By Zipho Shusha
There has been a clash among the ANC top brass concerning Trevor Manuel’s utterances. Manuel said it was time for the government to take responsibility for its actions. “We [government] should no longer say it’s apartheid’s fault.” He further said that “we should get up every morning and recognise we have responsibility. There is no longer the Botha regime looking over our shoulder, we are responsible ourselves”.
On the 27th of this month we are celebrating the 19th anniversary of a democratic RSA and confronted with the inevitable question: What has been the value of democracy to the masses of the people of this country? Has the promise of a better life for all been fulfilled, deferred or are the poor masses still trapped in grinding poverty? Have the masses of this country prospered in the democratic South Africa?
We need to ask why Limpopo learners had to go to school the whole year without textbooks. Why are more than 50% of young people in South Africa unemployed? Here’s an outrageous idea — it is the current government’s fault. I’ve just about had it with being told “it’s apartheid’s fault”. It’s a deeply dishonest assertion to make. And honesty is a vital step in this scary and confusing journey we’ve taken together as South Africans. What astonished me most about this “blame apartheid” rhetoric is we refuse to make our government accountable for what is currently happening. I understand that apartheid was a horrible system that disenfranchised South Africans based on their skin colour and did its best to make sure they would forever be poor and uneducated. But our government is no saint either, Hendrik Verwoerd had nothing to do with government’s failure to deliver textbooks to Limpopo learners. Neither did PW Botha have anything to do with awarding that Limpopo department of education tender.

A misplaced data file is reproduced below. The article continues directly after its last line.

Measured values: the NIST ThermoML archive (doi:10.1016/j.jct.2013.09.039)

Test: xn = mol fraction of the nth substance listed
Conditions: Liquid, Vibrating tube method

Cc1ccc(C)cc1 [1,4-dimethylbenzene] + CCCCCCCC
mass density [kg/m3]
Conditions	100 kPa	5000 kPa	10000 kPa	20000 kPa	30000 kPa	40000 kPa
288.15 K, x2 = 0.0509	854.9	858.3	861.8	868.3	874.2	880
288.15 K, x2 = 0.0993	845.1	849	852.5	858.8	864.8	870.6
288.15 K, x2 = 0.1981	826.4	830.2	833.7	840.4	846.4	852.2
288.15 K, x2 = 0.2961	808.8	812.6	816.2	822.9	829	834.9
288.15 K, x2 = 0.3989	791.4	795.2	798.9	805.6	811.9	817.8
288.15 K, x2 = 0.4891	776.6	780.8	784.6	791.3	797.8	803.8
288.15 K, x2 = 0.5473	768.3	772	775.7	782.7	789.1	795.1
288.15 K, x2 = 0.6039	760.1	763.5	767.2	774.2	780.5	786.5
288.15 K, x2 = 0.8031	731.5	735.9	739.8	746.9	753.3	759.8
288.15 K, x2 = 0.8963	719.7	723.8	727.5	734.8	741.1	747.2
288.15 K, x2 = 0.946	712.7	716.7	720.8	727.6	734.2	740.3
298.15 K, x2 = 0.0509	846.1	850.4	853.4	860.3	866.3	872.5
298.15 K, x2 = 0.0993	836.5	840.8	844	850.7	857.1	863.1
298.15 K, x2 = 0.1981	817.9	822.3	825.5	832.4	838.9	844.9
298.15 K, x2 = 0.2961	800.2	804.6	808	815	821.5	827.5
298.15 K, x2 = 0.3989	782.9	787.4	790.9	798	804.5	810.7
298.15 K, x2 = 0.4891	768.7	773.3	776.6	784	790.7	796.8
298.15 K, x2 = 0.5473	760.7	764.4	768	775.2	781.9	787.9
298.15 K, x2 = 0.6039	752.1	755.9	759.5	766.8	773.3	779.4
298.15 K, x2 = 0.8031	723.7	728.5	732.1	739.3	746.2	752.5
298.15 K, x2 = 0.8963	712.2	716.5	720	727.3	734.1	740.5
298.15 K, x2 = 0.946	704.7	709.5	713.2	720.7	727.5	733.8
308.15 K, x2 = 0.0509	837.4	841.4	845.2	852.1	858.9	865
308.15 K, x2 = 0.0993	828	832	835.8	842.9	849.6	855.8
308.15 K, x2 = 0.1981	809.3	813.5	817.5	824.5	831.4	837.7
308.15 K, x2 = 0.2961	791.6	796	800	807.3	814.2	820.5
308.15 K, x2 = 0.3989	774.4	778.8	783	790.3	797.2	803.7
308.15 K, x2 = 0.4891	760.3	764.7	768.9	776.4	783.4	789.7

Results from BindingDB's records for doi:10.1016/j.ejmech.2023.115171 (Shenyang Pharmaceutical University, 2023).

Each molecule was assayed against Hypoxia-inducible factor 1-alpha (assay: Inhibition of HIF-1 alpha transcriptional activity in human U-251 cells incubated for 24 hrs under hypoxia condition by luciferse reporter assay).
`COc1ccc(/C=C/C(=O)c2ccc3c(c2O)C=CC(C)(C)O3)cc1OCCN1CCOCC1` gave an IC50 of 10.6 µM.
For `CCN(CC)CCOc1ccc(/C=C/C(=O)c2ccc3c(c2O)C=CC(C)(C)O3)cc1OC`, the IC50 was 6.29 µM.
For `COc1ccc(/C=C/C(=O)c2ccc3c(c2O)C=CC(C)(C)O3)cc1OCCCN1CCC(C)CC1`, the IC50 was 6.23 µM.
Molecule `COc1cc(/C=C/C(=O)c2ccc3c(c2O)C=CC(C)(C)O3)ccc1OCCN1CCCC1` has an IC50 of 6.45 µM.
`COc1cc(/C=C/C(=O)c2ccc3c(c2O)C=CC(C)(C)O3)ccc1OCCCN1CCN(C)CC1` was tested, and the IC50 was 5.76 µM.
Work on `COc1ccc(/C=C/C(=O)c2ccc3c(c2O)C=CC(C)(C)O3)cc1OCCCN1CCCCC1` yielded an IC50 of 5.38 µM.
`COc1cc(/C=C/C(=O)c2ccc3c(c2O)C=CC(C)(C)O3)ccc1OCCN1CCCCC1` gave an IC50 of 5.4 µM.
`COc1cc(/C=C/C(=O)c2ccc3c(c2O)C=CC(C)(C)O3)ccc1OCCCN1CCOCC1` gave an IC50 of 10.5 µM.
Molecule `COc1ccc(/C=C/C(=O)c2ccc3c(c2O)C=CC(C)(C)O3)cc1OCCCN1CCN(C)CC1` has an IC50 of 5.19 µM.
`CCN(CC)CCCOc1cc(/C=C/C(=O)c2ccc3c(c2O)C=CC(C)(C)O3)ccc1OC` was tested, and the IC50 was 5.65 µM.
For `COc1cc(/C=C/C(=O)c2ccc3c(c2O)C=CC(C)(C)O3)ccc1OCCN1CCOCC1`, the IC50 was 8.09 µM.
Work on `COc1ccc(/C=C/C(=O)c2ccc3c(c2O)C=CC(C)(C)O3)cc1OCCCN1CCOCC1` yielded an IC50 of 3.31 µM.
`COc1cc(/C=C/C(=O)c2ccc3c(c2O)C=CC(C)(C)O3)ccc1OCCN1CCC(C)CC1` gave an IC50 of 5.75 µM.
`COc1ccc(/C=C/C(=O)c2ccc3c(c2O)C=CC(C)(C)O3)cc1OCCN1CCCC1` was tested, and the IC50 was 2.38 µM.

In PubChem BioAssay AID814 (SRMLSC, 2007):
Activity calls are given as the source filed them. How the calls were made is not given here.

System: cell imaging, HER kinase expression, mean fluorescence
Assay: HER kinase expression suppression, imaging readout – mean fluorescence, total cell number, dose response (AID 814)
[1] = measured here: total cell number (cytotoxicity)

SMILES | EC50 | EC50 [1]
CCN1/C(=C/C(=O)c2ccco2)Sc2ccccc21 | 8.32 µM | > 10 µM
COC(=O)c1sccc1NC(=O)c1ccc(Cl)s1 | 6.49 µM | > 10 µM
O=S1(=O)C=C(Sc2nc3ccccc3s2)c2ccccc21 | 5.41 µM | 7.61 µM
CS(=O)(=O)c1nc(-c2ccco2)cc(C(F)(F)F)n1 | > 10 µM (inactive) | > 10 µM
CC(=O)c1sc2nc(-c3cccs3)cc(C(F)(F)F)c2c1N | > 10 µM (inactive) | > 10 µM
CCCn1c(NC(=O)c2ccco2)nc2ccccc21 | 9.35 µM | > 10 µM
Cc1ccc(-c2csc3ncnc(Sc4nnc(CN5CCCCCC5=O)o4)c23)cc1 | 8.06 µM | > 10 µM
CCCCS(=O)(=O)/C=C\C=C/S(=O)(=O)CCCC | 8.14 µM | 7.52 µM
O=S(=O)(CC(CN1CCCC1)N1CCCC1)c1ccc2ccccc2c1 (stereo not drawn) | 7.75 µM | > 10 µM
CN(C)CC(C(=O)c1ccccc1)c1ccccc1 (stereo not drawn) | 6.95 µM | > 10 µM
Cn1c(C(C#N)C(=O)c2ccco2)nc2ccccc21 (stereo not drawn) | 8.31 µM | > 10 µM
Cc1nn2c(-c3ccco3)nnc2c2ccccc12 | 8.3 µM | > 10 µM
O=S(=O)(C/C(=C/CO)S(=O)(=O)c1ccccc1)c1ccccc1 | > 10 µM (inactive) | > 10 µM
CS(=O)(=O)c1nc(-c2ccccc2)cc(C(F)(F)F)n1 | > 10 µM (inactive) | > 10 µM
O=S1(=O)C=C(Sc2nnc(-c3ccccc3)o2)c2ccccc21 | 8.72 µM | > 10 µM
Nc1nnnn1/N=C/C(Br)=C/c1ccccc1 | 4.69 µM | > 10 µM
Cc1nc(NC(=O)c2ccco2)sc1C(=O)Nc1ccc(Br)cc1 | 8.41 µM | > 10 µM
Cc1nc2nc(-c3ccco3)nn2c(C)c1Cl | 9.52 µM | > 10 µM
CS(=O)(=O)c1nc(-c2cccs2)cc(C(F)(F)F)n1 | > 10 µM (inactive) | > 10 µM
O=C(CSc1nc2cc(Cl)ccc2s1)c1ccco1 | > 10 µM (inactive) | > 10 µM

Here’s another outrageous idea — our government doesn’t take service delivery seriously, probably because it knows we still blame apartheid. It’s taking advantage of our misplaced outrage, while we turn a blind eye on its blunders, look the other way and blame apartheid. We take the foot off the accelerator and begin to excuse their faults and finally tolerate them.
A mistake made (and will surely be repeated in the comments below this column) is that people will say: “Too much talk about how bad our leaders and intellectuals are but no practical solutions. We’ve read and heard these daily attacks heaped on our leaders too many times. Every South African newspaper and interactive website has academics, experts, writers, intellectuals and counter-intellectuals telling us how bad our leaders have been. Enough please.”
I say the fact that we hear this every day is irrelevant. These leaders are mandated by us to lead. So if they commit injustices against us, shall we not hold them accountable? Lest I be accused of denigrating black leaders I must hasten to emphasise that there are many unforgivable acts committed by our colonisers and apartheid oppressors but the ill-treatment we’re rewarded with by our very own black leaders is as bad. And if we stop criticising our leaders then it means we stop holding them accountable, which is part of our responsibility as citizens.
Dear government employee, when you’re tempted to tell us “its apartheid’s fault”, think of that poor youth in the township or rural area. See if your words give hope to them. As Nelson Mandela said “let there be work, bread, water and salt for all”. So until the government stops blaming its blunders on apartheid and takes full responsibility for what’s currently happening, people must be angry with the government. Anything else would mean selling out what our fallen heroes and heroines died for. It’s as simple as that!
Zipho Shusha is 28 years old and believes young South Africans have a duty to share their views and not let other people define them and tell them what to think or do.